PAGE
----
Milan Lucic’s Broken Toe Just One of Many Injuries Bruins Battled Through on Way to Cup Win

Milan Lucic's Broken Toe Just One of Many Injuries Bruins Battled Through on Way to Cup Win BOSTON — Nathan Horton was the only Bruin who started the postseason and was unable to finish Boston's Cup run, but there were plenty of Bruins battered and bruised from four rounds of intense playoff action.

The concussion suffered by Horton, who had already been playing through the pain of a separated shoulder, was the most serious injury the Bruins suffered, but it was far from the only one.

Milan Lucic played with a broken big toe on his right foot after taking a Tyler Seguin slap shot off the foot in practice between the first and second game of the Eastern Conference Final against Tampa Bay.

"Against Tampa, just before Game 2 in practice Seguin hit me in the toe with a slap shot, so I had a broken toe for the last 13 games, which sucked," Lucic said at Sunday's breakup day at the Garden. "It really, really sucked. You don't realize how much you actually push off it until you break it. I don't know if you guys saw me limping, but I was limping a little bit. I definitely had to deal with that, which was pretty tough, especially in that Tampa series."

Lucic also played through a sinus infection at the start of the postseason.

"The last five games of the season and into that first round of the playoffs, I had a sinus infection that I was dealing with," Lucic said. "It always felt like I had a cloud in my head and you know, I was really restless, because I wasn't getting good sleep and whatnot and that goes a lot with my nose getting broken. So I'm looking forward to finally getting it fixed here."

Lucic didn't miss a game, and doesn't think there's much that could get him out of the lineup in the postseason.

"I think if you broke my leg I still would have tried to do it and get out there," Lucic said.

Despite all that, Lucic still felt fortunate after missing much of the previous season with finger and ankle injuries.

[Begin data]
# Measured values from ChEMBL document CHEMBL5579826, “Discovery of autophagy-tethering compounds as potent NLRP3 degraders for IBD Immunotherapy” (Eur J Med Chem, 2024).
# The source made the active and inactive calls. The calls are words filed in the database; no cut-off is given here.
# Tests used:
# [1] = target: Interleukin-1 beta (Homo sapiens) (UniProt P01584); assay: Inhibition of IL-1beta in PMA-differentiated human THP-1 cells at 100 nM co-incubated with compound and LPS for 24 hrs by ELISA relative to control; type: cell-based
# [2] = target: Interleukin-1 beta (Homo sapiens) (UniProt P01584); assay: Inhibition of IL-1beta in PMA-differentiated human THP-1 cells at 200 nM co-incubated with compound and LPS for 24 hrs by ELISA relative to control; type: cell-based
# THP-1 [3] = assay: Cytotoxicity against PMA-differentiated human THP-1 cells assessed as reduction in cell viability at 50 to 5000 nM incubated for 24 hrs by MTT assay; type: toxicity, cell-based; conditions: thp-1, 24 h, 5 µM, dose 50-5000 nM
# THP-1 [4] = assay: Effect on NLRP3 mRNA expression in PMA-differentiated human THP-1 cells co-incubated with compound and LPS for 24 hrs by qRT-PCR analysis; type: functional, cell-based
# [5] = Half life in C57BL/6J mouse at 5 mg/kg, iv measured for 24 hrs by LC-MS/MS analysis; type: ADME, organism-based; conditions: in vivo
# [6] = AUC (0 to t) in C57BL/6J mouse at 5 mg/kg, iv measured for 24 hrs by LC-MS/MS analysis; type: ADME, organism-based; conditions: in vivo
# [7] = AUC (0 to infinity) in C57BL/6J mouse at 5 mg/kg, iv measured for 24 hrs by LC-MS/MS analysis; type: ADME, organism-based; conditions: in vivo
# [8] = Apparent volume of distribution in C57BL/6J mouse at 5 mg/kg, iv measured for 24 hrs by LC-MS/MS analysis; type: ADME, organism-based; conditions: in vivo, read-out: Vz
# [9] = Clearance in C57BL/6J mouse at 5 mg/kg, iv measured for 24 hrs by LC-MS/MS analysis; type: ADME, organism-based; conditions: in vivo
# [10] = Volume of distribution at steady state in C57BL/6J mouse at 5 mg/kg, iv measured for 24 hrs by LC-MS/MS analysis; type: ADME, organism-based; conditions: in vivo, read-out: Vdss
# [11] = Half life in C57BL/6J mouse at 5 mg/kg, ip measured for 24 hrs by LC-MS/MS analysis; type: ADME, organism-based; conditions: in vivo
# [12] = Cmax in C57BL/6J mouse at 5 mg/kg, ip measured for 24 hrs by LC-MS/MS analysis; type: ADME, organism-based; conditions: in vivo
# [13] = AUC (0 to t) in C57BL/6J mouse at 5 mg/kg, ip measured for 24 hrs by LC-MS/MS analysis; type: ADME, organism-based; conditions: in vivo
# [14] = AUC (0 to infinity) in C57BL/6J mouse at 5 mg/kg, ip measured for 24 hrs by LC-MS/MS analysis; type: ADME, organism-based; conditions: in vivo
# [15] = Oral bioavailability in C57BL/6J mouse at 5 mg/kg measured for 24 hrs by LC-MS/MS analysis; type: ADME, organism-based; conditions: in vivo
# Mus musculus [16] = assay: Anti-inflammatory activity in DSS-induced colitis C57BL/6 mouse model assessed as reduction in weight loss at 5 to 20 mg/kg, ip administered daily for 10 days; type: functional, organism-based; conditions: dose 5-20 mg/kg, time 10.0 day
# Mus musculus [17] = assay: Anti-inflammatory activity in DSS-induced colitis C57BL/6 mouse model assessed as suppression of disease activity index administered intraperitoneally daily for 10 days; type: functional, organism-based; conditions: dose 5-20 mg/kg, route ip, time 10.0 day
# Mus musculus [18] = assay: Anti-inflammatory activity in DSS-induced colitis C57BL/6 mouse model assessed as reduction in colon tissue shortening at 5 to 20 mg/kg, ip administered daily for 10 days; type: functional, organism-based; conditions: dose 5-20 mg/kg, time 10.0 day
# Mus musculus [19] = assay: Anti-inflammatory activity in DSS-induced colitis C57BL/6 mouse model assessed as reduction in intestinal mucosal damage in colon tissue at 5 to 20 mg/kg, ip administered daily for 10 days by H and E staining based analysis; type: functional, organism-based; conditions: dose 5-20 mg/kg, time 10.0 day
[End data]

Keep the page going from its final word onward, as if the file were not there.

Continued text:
"After going through what I went through last year, only being able to play in 63 games and this year playing 111, including preseason, is awesome after going through what I went through last year," said Lucic, who added that he won't need surgery, just some time to rest to heal his broken toe.

Rest is also what Zdeno Chara needs after accumulating an assortment of minor injuries over the course of the postseason. He didn't go into detail about the various ailments, noting that everyone is banged up this time of year.  

"I think we all had bumps and bruises and obviously I was one of them," Chara said. "It's something that you do. At that point of the season and playoffs you do whatever it takes, whatever you can to play. It wasn't anything major, but there were a number of things that made it challenging and more difficult. I'm just glad it was all worth it."

One ailment did sideline Chara briefly, as he was forced to miss the second game of the opening round against Montreal after being hospitalized with dehydration. On Sunday, he revealed more of the cause of that dehydration.

"There was some kind of a virus and a bacteria infection," Chara said. "It just happened that it got the best of me. I was so thankful to the guys for carrying me on for the next few games. … It was quite hard to miss Game 2 [against Montreal], but there was no way I would have been able to finish the game."

Fellow defenseman Adam McQuaid also played through some injuries, but refused to complain.

"There's a few bumps and bruises," McQuaid said. "Nothing too serious that would be more than anyone else."

McQuaid did have one potentially serious injury when he slammed headfirst into the boards after missing a check against Philadelphia in the second round. He missed the final two games of that series, but returned in the next round and played the rest of the postseason.

"I mean there were times that it was stiff and sore, but that was the least of our worries," said McQuaid, who added he didn't expect any lasting effects from the sprained neck he suffered.

McQuaid may have been in worse shape on Sunday than he was after Wednesday's Game 7 win, as he could barely speak after yelling so much at Saturday's parade and was also sporting a nasty sunburn from the day on the duck boat.

But like the rest of the bumps and bruises accumulated over the last few months, those minor irritations were a small price to pay for getting a chance to raise the Stanley Cup.

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